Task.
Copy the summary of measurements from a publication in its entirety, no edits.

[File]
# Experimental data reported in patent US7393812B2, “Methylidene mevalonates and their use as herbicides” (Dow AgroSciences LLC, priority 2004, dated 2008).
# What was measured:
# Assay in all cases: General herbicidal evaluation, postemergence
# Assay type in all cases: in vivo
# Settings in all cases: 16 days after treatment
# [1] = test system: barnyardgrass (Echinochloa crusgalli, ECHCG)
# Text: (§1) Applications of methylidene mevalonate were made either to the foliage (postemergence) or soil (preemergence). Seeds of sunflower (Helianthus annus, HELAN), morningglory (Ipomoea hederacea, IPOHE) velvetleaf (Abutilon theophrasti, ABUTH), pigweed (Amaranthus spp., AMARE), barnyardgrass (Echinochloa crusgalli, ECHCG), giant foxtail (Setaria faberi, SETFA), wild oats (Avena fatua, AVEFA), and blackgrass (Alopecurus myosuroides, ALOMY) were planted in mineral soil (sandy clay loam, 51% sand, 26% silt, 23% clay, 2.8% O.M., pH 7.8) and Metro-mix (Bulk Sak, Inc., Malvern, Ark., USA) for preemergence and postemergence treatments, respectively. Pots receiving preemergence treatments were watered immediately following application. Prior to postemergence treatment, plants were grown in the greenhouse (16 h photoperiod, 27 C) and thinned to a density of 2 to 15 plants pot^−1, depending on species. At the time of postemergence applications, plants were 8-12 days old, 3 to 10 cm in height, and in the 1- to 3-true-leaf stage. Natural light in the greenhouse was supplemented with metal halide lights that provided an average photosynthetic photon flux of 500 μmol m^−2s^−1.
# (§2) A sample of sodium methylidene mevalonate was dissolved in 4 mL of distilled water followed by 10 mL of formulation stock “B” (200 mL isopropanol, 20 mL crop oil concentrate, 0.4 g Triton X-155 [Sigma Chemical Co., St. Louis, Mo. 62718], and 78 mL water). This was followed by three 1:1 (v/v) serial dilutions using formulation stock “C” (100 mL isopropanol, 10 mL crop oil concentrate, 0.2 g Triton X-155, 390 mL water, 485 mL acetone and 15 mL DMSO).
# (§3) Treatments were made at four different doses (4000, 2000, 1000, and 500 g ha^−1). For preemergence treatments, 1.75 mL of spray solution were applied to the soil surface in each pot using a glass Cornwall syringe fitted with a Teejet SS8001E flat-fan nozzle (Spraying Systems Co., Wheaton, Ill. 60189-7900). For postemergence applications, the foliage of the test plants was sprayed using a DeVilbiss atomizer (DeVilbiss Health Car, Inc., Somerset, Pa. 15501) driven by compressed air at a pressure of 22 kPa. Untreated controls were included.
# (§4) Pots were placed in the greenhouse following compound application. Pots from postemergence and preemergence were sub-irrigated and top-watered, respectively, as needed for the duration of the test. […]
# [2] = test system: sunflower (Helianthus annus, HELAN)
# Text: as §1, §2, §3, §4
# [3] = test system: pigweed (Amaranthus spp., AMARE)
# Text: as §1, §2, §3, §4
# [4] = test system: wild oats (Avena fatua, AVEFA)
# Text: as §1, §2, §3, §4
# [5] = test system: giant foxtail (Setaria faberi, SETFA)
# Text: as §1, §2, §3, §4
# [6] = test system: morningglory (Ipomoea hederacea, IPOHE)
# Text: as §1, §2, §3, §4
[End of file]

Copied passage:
# Experimental data reported in patent US7393812B2, “Methylidene mevalonates and their use as herbicides” (Dow AgroSciences LLC, priority 2004, dated 2008).
# What was measured:
# Assay in all cases: General herbicidal evaluation, postemergence
# Assay type in all cases: in vivo
# Settings in all cases: 16 days after treatment
# [1] = test system: barnyardgrass (Echinochloa crusgalli, ECHCG)
# Text: (§1) Applications of methylidene mevalonate were made either to the foliage (postemergence) or soil (preemergence). Seeds of sunflower (Helianthus annus, HELAN), morningglory (Ipomoea hederacea, IPOHE) velvetleaf (Abutilon theophrasti, ABUTH), pigweed (Amaranthus spp., AMARE), barnyardgrass (Echinochloa crusgalli, ECHCG), giant foxtail (Setaria faberi, SETFA), wild oats (Avena fatua, AVEFA), and blackgrass (Alopecurus myosuroides, ALOMY) were planted in mineral soil (sandy clay loam, 51% sand, 26% silt, 23% clay, 2.8% O.M., pH 7.8) and Metro-mix (Bulk Sak, Inc., Malvern, Ark., USA) for preemergence and postemergence treatments, respectively. Pots receiving preemergence treatments were watered immediately following application. Prior to postemergence treatment, plants were grown in the greenhouse (16 h photoperiod, 27 C) and thinned to a density of 2 to 15 plants pot^−1, depending on species. At the time of postemergence applications, plants were 8-12 days old, 3 to 10 cm in height, and in the 1- to 3-true-leaf stage. Natural light in the greenhouse was supplemented with metal halide lights that provided an average photosynthetic photon flux of 500 μmol m^−2s^−1.
# (§2) A sample of sodium methylidene mevalonate was dissolved in 4 mL of distilled water followed by 10 mL of formulation stock “B” (200 mL isopropanol, 20 mL crop oil concentrate, 0.4 g Triton X-155 [Sigma Chemical Co., St. Louis, Mo. 62718], and 78 mL water). This was followed by three 1:1 (v/v) serial dilutions using formulation stock “C” (100 mL isopropanol, 10 mL crop oil concentrate, 0.2 g Triton X-155, 390 mL water, 485 mL acetone and 15 mL DMSO).
# (§3) Treatments were made at four different doses (4000, 2000, 1000, and 500 g ha^−1). For preemergence treatments, 1.75 mL of spray solution were applied to the soil surface in each pot using a glass Cornwall syringe fitted with a Teejet SS8001E flat-fan nozzle (Spraying Systems Co., Wheaton, Ill. 60189-7900). For postemergence applications, the foliage of the test plants was sprayed using a DeVilbiss atomizer (DeVilbiss Health Car, Inc., Somerset, Pa. 15501) driven by compressed air at a pressure of 22 kPa. Untreated controls were included.
# (§4) Pots were placed in the greenhouse following compound application. Pots from postemergence and preemergence were sub-irrigated and top-watered, respectively, as needed for the duration of the test. […]
# [2] = test system: sunflower (Helianthus annus, HELAN)
# Text: as §1, §2, §3, §4
# [3] = test system: pigweed (Amaranthus spp., AMARE)
# Text: as §1, §2, §3, §4
# [4] = test system: wild oats (Avena fatua, AVEFA)
# Text: as §1, §2, §3, §4
# [5] = test system: giant foxtail (Setaria faberi, SETFA)
# Text: as §1, §2, §3, §4
# [6] = test system: morningglory (Ipomoea hederacea, IPOHE)
# Text: as §1, §2, §3, §4